Vice President Joe Biden has some feisty words for Republicans hiding behind Christmas (below). In Senators Thune and Cornyn's press conference regarding the omnibus bill, Senator Cornyn cried foul at the Democratic leadership jamming and cramming this bill down the necks of the newly elected at a time when they would like to be "shopping" and spending time with families. He seemed unconcerned with the families affected should the government grind to a halt. He seemed utterly distant from the realities of what occurs when the government is not fully funded and cannot operate even for the sake of national security. He seemed ignorant of the irony in allowing people to go unpaid and vital programs unfunded so that he can go home and celebrate the birth of Jesus, a poor child who would grow into the one whom Christians profess as Savior - healer and redeemer - of the earth. Moreover, he seemed completely ill-informed that Christmas doesn't begin until December 25 - not before. Christmas begins December 25 and lasts for twelve days. It does not begin in October or at Thanksgiving or a week before - it begins on December 25. That gives him plenty of time to do the work for which he was elected. Moreover, at the prospect of a post-Christmas Day session, Senator Jim DeMint rebelled against Senator Majority Leader Harry Reid (D-NV), saying that such a session would be "sacrilegious...deeply offensive to me and millions of working Americans across this country." And Senator Jon Kyl complained that coming back after Christmas would be "disrespecting one of the two holiest of holidays for Christians and the families of all of the Senate."

As a working American and as a professed Christian, it is deeply offensive to me that people elected to be stewards and leaders of this nation and all that is in it are playing games with people's lives and with our security - and using the Prince of Peace as the one to hide behind. It is offensive to me when we cannot make steps toward peace by ratifying the START Treaty because it may give President Obama political leverage and because it may interrupt shopping. It is disrespectful of their office, of our nation, and to this Christian when people "use" the name Jesus to further their own self-interested partisanship to the detriment of the least, the last, the weakest, and the most vulnerable - the very ones to whom Jesus comes.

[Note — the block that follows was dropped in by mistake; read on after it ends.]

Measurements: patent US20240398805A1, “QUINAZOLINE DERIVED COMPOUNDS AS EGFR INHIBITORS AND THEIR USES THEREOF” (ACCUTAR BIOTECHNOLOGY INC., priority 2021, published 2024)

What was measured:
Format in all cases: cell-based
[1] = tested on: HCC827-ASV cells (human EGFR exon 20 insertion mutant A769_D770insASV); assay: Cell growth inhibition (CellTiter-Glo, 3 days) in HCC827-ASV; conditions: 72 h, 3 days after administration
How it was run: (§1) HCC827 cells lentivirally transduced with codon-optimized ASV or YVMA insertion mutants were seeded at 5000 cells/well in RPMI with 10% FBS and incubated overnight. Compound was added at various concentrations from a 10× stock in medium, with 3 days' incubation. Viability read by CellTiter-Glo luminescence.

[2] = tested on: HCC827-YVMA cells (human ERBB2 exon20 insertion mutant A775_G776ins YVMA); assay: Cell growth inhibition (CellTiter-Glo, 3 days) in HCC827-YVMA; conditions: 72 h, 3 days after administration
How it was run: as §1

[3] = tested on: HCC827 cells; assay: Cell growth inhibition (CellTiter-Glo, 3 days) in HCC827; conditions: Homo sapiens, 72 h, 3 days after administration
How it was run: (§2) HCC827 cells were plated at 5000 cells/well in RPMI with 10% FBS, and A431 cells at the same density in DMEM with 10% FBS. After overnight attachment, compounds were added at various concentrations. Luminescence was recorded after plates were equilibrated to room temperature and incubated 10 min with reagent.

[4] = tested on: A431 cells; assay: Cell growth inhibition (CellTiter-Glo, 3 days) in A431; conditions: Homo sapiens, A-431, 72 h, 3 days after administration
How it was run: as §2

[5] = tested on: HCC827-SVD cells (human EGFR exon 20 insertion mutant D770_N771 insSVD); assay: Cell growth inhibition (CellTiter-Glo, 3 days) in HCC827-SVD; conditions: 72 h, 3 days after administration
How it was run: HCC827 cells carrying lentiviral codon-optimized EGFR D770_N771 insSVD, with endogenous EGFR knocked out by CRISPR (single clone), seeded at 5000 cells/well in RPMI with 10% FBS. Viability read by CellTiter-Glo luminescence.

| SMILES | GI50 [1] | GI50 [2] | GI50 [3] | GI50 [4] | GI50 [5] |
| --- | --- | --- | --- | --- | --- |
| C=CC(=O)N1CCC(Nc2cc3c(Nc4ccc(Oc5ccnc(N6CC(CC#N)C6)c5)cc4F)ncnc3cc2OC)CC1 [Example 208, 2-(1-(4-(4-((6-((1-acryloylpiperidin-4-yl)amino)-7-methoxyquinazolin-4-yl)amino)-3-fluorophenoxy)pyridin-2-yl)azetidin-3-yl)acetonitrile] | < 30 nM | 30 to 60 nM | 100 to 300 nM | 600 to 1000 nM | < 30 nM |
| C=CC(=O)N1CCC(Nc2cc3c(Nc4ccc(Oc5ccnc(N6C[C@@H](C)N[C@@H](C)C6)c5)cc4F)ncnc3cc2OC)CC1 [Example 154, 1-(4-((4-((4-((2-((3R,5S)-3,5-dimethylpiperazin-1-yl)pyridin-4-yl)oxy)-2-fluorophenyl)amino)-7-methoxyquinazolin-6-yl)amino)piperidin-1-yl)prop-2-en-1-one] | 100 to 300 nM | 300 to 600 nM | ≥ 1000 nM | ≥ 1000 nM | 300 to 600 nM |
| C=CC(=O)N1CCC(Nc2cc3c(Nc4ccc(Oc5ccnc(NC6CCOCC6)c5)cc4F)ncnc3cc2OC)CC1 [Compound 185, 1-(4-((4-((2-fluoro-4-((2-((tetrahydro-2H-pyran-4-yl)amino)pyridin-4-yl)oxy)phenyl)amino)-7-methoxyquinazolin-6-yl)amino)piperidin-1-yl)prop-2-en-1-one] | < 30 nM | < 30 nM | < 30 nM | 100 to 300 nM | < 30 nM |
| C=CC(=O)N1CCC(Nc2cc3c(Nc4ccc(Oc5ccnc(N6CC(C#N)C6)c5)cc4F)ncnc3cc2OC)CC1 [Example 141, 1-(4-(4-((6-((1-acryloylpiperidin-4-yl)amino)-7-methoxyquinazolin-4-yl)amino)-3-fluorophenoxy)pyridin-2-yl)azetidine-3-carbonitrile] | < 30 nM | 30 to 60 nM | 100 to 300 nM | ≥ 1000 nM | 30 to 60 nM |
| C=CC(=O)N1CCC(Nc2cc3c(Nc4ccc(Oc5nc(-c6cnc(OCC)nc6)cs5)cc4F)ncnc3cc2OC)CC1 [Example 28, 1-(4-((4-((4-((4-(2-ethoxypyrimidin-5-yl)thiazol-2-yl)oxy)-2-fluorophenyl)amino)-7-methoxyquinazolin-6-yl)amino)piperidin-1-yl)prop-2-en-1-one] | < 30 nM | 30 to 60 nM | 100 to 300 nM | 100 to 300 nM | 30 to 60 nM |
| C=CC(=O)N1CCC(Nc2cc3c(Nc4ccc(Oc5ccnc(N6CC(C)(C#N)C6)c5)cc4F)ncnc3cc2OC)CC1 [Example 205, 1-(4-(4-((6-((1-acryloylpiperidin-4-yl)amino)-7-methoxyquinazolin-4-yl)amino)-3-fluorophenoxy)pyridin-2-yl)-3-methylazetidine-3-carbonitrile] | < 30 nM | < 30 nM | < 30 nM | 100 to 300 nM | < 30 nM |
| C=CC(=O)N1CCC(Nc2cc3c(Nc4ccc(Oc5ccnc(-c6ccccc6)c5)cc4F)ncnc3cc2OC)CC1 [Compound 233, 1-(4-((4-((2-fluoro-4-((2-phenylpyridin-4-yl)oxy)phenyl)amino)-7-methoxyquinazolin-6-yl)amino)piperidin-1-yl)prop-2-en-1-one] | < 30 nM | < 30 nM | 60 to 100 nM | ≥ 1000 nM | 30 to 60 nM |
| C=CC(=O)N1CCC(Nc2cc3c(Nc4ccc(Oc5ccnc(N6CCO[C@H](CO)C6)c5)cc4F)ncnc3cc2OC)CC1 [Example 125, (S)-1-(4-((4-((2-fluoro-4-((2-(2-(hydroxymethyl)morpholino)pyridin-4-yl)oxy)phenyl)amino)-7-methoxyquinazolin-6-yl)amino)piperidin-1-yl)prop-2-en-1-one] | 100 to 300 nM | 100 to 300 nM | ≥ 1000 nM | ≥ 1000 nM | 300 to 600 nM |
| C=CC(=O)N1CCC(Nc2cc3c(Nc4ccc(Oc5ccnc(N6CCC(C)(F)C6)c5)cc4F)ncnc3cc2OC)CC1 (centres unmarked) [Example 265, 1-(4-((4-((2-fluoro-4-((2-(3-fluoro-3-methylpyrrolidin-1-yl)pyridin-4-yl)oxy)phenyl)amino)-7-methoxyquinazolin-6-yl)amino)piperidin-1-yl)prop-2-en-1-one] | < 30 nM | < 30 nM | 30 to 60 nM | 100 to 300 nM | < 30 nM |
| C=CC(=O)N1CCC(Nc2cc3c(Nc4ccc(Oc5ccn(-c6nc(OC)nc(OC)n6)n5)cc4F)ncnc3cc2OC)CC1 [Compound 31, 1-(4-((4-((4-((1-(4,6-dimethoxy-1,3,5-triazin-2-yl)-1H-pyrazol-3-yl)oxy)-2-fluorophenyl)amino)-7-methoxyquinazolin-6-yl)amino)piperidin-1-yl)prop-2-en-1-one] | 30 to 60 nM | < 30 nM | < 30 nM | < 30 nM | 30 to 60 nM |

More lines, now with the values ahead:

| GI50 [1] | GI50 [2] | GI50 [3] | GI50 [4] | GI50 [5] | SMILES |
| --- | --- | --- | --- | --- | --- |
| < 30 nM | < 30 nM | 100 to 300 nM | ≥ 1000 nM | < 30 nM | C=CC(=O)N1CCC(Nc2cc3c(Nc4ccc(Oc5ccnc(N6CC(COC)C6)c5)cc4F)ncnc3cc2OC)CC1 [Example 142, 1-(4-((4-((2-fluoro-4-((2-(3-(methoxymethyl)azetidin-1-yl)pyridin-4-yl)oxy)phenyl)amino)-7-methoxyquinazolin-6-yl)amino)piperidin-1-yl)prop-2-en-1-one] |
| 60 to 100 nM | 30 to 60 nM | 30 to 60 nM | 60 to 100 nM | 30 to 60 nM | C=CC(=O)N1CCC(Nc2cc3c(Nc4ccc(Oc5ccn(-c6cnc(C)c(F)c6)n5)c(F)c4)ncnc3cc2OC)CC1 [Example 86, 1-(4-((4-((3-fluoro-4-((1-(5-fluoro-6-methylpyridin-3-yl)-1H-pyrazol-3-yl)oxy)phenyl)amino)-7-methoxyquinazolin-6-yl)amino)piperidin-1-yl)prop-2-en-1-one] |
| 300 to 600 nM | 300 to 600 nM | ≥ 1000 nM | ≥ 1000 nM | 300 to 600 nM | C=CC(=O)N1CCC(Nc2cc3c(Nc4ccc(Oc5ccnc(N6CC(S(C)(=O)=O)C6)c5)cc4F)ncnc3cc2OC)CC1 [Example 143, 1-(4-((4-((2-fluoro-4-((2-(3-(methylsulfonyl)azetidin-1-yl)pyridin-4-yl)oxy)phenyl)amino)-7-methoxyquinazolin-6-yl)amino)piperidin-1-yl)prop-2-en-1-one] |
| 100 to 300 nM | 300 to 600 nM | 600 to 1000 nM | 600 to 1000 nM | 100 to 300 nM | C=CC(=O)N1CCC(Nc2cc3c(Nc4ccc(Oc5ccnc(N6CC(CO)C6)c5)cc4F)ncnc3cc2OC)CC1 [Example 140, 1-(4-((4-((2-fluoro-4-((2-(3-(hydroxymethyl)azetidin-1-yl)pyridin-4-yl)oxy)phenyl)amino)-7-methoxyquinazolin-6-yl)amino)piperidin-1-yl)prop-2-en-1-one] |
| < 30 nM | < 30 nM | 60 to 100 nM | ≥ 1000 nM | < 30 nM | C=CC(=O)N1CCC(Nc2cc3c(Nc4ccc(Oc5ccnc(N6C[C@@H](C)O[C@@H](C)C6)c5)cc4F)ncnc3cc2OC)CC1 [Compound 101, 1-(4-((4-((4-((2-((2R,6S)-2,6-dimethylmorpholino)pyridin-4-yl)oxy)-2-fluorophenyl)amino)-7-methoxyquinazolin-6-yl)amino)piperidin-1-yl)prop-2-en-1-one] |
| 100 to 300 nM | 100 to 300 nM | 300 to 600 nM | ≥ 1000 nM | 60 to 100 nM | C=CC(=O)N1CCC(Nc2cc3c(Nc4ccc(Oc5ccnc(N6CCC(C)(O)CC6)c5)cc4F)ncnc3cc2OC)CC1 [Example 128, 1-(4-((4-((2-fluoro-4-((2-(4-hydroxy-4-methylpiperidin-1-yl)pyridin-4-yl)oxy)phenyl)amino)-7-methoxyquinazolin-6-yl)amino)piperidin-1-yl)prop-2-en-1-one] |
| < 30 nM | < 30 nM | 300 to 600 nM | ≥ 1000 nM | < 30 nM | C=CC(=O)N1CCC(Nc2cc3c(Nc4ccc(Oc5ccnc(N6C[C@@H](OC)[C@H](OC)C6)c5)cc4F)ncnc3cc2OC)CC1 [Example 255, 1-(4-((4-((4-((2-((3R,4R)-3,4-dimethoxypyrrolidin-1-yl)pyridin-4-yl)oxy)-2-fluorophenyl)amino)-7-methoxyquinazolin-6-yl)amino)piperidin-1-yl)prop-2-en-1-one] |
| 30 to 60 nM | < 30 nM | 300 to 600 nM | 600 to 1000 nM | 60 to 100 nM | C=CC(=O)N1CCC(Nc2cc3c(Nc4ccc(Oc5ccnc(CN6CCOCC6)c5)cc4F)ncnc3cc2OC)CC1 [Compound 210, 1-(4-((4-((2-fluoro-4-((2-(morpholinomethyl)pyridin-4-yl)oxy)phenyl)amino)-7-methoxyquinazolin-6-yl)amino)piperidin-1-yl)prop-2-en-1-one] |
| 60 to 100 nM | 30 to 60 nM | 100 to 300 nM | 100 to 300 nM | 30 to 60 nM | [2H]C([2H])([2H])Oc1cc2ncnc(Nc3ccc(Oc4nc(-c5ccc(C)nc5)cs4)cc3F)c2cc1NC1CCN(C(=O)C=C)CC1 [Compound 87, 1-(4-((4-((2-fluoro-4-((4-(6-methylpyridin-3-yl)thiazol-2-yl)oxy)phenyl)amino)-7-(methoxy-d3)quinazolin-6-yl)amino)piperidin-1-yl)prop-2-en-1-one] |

When Mary discovers that she is pregnant, she offers one of the most poetic proclamations of biblical faith when she gives God glory in singing what has come to be known by Christians as The Magnificat. She says:
My soul magnifies the Lord,
and my spirit rejoices in God my Savior,
for he has looked with favor on
the lowliness of his servant.
Surely, from now on all
generations will call me blessed;
for the Mighty One has done
great things for me,
and holy is his name.
His mercy is for those who
fear him
from generation to generation.
He has shown strength with
his arm;
he has scattered the proud in
the imaginations of their hearts.
He has brought down the
powerful from their
and lifted up the lowly;
he has filled the hungry with
good things,
and sent the rich empty away.
(Luke 1:46b-53)
If the Republican Christians in the Senate need to read something on the floor, I ask them to let the atheists, Muslims, and Jews head home and for them to stay and read Mary's song. Perhaps it will instruct them on who they are to be as Christians, and then perhaps they could spend some time in reflection before defaming the name of Jesus the Christ in the course of their political reindeer games.

I close my rant with a re-rendering of the Old Testament Reading from Advent 3A (December 19). The prophet Isaiah is speaking to King Ahaz, who does not trust God and who will not do as God says.
Isaiah: Hear then, O house of David! Is it too little for you to weary mortals, that you weary my God also?
Katie: Hear then, O party of Reagan! Is it too little for you to weary mortals, that you weary my God also?